Business functions to use in services
You can work with services, customize and extend the business processing components, and make them usable in services.
A service typically consists of one or more messaging components (or components that define how messages to and from the service are handled), one or more utility components (such as email or alert handlers) and one or more business processing components. For information about the utility and messaging components available for services defined in the application, see the About organization modeling
The application is shipped with an extensive out-of-the-box business function library. Each function in this library is known as a standard API. For detailed information on the input, output, and behavior of each standard API, see the Javadoc.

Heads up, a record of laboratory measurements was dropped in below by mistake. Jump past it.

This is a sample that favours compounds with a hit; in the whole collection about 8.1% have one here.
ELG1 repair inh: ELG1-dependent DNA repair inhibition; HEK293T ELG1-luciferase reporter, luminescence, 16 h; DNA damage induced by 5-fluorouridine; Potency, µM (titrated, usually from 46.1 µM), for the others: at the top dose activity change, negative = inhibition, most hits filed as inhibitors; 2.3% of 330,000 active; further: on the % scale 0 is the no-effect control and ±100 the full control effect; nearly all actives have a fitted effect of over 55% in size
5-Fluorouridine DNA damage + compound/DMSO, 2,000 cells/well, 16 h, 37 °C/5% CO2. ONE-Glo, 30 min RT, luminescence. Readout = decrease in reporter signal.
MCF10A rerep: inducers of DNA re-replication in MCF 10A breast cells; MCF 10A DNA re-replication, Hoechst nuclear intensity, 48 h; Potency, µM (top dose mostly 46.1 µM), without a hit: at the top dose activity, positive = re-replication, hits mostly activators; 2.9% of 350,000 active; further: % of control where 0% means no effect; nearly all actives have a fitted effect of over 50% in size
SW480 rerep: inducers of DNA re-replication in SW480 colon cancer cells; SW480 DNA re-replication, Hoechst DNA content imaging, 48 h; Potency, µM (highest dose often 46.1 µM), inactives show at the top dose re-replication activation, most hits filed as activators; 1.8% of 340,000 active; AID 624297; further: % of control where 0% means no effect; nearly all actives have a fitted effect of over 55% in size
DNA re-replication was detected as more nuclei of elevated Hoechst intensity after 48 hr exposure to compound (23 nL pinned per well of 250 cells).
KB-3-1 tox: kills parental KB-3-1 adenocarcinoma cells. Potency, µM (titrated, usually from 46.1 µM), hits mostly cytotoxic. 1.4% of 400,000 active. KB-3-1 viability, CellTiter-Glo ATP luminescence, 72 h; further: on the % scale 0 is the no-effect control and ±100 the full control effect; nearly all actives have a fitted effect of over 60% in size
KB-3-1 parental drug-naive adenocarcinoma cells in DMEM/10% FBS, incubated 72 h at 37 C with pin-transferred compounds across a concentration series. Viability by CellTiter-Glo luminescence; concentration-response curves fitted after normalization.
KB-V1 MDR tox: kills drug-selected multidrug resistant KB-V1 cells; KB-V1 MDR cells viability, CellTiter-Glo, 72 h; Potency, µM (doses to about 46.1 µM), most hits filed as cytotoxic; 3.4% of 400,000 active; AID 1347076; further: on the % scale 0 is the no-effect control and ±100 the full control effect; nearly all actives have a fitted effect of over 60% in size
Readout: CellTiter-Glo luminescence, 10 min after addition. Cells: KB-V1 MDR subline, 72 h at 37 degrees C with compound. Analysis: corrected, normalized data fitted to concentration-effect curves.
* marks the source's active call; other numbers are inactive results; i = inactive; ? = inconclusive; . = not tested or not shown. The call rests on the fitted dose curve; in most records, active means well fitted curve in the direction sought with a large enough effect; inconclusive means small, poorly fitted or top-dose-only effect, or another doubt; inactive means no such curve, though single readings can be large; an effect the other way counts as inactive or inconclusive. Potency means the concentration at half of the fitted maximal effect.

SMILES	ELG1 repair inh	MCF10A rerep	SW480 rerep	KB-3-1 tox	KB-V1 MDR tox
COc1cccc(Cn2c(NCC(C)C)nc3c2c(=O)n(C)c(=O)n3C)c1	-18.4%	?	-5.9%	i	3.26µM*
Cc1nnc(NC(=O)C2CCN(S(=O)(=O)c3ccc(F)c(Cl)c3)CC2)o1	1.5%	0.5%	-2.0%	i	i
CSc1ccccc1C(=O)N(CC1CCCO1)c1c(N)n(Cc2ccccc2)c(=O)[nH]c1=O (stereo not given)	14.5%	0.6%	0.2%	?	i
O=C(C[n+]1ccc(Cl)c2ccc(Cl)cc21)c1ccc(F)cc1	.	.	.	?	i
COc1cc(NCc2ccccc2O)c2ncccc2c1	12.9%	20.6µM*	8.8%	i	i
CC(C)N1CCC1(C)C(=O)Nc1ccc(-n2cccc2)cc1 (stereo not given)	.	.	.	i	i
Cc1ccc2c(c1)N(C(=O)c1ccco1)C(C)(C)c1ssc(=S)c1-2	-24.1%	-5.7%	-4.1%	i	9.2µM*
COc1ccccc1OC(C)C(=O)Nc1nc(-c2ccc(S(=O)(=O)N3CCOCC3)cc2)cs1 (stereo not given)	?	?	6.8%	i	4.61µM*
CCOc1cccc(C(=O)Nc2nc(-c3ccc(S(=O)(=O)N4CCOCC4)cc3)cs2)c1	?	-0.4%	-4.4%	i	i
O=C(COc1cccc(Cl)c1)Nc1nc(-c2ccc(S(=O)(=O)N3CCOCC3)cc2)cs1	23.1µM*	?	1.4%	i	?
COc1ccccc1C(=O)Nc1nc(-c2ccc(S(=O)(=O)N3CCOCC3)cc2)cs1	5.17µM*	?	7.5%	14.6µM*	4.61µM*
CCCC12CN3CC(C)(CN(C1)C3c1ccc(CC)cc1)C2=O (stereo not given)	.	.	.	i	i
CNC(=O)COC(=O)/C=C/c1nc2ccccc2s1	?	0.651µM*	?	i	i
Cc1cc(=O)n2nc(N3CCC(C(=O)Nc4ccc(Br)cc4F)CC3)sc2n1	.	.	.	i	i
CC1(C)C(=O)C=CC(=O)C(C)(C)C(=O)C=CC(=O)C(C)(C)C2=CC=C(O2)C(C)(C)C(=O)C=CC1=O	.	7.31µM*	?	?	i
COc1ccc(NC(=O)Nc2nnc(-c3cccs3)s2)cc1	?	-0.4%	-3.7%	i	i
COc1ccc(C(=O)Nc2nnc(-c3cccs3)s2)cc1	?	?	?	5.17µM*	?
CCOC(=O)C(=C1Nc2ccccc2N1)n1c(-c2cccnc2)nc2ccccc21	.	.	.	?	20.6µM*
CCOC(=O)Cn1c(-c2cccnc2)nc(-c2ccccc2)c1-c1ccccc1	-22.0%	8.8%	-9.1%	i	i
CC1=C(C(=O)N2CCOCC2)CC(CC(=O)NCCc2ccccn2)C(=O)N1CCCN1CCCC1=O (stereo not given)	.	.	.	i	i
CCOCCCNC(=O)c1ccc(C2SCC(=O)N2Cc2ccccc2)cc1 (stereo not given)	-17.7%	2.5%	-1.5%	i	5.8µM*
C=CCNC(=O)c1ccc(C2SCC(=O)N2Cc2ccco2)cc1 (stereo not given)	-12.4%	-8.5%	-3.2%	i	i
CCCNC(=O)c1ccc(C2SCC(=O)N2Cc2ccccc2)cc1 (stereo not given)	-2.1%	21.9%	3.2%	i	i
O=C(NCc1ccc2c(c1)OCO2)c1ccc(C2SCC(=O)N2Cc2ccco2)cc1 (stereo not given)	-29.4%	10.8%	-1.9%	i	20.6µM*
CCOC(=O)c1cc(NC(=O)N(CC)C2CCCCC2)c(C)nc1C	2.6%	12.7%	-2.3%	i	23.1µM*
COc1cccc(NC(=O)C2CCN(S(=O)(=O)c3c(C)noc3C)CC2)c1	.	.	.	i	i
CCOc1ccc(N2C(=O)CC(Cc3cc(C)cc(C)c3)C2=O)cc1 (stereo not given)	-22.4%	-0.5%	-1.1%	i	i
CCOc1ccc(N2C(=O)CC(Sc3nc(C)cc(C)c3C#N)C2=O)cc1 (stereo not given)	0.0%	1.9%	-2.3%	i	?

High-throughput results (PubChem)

You can also write your own business functions and use them in services. Each such function is known as an extended API.
While standard APIs can be aggregated and linked together to form more complex services, for most cases the API provides all the functionality that is required for a business transaction and is therefore not required to be linked together with other components or APIs. To ease working with this most common scenario, all of the standard APIs are automatically available for synchronous invocation without the need to model each one as a service using the Service Definition Framework. You can think of these APIs as "automatically defined" synchronous services. However, extended APIs and asynchronous invocation of these APIs requires that you explicitly model them as services first using the Service Definition Framework.